Year (4-5)

Choose your baby’s month

AT 42 MONTH

  • Now your child
  • Correctly names familiar colours.
  • Understands the idea of same and different.
  • Pretends and fantasizes more creatively.
  • Follows three-part commands.
  • Remembers parts of a story.
  • Understands time better (for example, morning, afternoon, night).
  • Counts and understands the concept of counting.
  • Sorts objects by shape and colour.
  • Completes age-appropriate puzzles.
  • Recognises and identifies common objects and pictures.
  • When to be concerned
  • If the child does not understand simple commands.
  • If the child cannot stack 4 blocks or has trouble handling small objects.

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  • Now your child
  • Imitates parents and friends.
  • Shows affection for familiar family and friends.
  • Understands the idea of ‘mine’ and ‘hers/his’.
  • Understands the idea of “mine” and “his/hers”.
  • Shows a wide range of emotions such as being sad, angry, happy or bored.
  • When to be concerned
  • If the child continues to experience extreme separation anxiety.
  • If the child lacks interest in interactive games and does not engage in fantasy play.
  • If the child does not play with other children and does not respond to non-family members.
  • If the child’s self-control fails when angry or upset.
  • If the child resists getting dressed, sleeping and going to the bathroom.

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  • Now your child
  • Says her/his name and age.
  • Speaks 250 to 500 words.
  • Answers simple questions.
  • Speaks in sentences of five to six words.
  • Speaks clearly.
  • Tells stories.
  • When to be concerned
  • If the child is unable to use a sentence with more than
    three words and uses (me) and (you) inappropriately.

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    • Now your child
    • Walks up and down stairs with alternating feet – one foot per step.
    • Kicks, throws and catches a ball
    • Climbs well.
    • Runs more confidently and can ride a tricycle.
    • Hops and stands on one foot for up to five seconds.
    • Walks forward and backward easily.
    • Bends over without falling.
    • When to be concerned
    • If the child is unable to throw a ball overhand, jump in place or ride a tricycle.
    • If the child falls frequently and has difficulty in climbing stairs.
    • If the child is unable to hold a crayon between her/his thumb and
      fingers; has trouble in scribbling or cannot copy a circle.

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Parent’s role
Spend lots of playtime, giving your child to express feelings of joy, excitement, anger and fear fully.
Creative and artistic play is especially urged at this age – encourage painting, drawing, and dressing-up games.
Reading and telling stories and singing songs or reciting nursery rhymes will help your child to develop thinking and talking skills and build her/his imagination.
Get your child interested in healthy food by cooking with your child; it will also help to build math concepts such as half teaspoon, or 15 minutes etc.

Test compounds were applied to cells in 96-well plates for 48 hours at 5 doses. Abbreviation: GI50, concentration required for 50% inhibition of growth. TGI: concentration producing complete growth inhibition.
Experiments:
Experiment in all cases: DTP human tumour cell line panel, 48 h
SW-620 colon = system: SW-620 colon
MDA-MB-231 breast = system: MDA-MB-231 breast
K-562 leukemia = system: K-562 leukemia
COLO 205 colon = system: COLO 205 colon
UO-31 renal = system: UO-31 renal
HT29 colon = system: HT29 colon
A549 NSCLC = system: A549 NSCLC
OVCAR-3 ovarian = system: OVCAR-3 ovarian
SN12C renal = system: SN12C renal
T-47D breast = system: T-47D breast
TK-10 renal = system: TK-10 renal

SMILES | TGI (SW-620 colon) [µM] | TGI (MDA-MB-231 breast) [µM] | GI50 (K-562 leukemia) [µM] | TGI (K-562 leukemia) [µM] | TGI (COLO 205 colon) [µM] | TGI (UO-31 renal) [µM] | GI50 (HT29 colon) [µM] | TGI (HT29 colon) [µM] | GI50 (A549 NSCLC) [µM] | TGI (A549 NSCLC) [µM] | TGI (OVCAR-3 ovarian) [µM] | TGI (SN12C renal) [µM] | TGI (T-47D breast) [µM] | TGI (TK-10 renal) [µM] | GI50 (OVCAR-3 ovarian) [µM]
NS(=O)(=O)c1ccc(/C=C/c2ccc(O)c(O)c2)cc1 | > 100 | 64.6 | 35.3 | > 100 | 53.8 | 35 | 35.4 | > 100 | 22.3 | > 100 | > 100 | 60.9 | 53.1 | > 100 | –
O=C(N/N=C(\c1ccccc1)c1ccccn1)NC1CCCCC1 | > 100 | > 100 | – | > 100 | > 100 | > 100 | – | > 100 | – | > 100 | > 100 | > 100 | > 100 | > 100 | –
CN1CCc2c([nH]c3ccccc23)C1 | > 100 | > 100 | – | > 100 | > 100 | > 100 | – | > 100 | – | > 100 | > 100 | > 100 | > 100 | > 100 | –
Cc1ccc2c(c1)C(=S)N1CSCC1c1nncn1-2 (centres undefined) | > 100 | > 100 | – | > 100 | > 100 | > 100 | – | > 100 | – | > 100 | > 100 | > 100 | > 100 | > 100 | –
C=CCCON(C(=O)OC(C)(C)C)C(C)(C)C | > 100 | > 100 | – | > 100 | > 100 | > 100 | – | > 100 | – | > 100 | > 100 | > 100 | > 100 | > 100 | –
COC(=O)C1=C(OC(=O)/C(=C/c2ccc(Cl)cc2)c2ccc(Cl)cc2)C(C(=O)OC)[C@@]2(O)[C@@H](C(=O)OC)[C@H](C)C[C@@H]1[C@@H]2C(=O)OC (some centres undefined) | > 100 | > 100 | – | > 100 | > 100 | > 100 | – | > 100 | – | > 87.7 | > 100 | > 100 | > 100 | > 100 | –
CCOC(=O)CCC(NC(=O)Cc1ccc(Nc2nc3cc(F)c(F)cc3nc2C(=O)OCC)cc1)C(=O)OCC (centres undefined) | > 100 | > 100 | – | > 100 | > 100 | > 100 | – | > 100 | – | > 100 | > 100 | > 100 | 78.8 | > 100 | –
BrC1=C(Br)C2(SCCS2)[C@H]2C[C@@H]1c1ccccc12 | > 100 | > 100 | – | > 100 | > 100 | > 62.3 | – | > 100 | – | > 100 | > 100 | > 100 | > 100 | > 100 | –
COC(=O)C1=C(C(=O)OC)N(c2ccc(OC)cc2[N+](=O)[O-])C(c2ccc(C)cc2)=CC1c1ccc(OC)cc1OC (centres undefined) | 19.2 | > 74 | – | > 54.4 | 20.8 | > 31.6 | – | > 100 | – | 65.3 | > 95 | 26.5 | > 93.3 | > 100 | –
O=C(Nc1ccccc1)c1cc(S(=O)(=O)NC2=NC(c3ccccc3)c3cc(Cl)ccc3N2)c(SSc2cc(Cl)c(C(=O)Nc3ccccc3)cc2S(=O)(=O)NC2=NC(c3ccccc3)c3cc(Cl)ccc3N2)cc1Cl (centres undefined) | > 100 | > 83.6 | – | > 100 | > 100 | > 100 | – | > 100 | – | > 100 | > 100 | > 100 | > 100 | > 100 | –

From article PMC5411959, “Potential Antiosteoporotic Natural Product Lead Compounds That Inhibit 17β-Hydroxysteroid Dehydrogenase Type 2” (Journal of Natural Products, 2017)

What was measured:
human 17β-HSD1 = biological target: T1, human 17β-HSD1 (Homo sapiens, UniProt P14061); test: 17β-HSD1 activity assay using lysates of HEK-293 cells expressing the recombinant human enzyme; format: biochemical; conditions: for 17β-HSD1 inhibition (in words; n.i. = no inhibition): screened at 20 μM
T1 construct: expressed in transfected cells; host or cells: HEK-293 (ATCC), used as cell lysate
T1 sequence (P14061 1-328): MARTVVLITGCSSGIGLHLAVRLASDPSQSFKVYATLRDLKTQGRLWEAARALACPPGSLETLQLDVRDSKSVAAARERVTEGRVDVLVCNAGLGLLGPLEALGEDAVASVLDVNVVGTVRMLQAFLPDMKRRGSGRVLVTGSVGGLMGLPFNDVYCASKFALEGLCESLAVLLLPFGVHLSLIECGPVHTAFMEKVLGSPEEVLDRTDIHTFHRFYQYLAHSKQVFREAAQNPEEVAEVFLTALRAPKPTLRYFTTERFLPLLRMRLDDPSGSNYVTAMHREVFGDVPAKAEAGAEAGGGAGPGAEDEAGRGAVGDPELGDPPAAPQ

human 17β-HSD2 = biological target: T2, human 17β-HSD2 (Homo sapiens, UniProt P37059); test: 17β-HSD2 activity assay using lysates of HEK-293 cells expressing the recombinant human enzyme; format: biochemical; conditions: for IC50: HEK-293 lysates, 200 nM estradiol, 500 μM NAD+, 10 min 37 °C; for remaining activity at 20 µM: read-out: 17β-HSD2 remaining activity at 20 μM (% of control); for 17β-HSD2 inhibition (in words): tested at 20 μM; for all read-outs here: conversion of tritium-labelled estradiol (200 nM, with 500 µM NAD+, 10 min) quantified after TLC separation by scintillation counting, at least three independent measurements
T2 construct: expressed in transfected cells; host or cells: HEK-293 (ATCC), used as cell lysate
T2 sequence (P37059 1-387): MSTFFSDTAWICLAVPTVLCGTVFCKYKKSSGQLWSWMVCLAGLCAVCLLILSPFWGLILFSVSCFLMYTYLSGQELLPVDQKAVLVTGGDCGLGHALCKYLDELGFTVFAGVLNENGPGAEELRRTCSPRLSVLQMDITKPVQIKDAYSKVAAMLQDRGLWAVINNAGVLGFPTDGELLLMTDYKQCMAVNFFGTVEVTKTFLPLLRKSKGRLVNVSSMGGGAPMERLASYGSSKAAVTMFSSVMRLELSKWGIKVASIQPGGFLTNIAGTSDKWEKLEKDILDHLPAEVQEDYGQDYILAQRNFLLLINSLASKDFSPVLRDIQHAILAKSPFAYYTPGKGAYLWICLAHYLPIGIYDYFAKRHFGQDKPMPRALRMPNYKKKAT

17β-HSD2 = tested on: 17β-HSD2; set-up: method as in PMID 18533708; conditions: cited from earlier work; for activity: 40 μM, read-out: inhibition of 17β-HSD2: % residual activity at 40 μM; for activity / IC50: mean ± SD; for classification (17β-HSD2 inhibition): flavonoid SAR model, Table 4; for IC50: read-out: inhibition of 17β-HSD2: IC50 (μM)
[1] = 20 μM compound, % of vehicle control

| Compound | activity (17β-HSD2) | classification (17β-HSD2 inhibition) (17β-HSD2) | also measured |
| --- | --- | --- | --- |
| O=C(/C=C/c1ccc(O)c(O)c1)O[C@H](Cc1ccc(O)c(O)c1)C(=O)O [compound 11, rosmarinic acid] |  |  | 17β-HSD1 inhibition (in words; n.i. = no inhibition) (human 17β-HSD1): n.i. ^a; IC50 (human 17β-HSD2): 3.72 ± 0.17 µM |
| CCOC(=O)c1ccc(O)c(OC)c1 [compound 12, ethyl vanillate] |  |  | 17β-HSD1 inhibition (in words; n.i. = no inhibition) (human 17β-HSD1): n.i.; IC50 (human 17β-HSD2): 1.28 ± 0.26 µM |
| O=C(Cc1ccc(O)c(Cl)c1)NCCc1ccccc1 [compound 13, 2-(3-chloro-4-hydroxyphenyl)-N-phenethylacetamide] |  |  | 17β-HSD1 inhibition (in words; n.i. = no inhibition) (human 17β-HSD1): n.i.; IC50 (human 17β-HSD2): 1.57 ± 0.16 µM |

Play games with your child that involve taking turns and sharing.


AT 48 MONTH

  • Now your child
  • Names some colours and numbers.
  • Understands the idea of counting.
  • Starts to understand time.
  • Plays board or card games.
  • Tells you what s/he thinks is going to happen next in a book.
  • When to be concerned
  • If the child cannot retell a favourite story.
  • If the child does not follow 3-part commands.

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  • Now your child
  • Enjoys doing new things.
  • Plays ‘Mom and Dad’.
  • Begins to be more creative with make-believe play.
  • Plays with other children rather than by her/himself.
  • Cooperates with other children.
  • Talks about what s/he likes and what s/he is interested in.
  • When to be concerned
  • If the child has trouble in scribbling.
  • If the child shows no interest in interactive games or make-believe.
  • If the child ignores other children or does not respond to people outside the family.
  • If the child resists dressing, sleeping, and using the toilet.

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  • Now your child
  • Knows some basic rules of grammar such as correctly using ‘she’ and ‘he.
  • Sings a song or recites a poem from memory.
  • Tells stories.
  • Can say first and last name.
  • When to be concerned
  • If the child does not use ‘me’ and ‘you’ correctly.
  • If the child speaks unclearly.

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    • Now your child
    • Hops and stands on one foot up to 2 seconds.
    • Catches a bounced ball most of the time.
    • Pours, cuts with supervision and mashes own food.
    • When to be concerned
    • If the child cannot jump.

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Parent’s role
Your child’s creativity and enthusiasm will set its own pace as you gently encourage it with trips to the zoo, museums and do not forget the art gallery.
Encourage your child’s relationships with friends.
Physical safety is still a big concern. Although your child’s motor skills have developed substantially, their judgment is lacking.
If you have not already tried swimming lessons, this is a good age to introduce, so your child can learn water safety.
Do not overreact to unpleasant behaviours. Timeouts are an effective form of punishment for this age.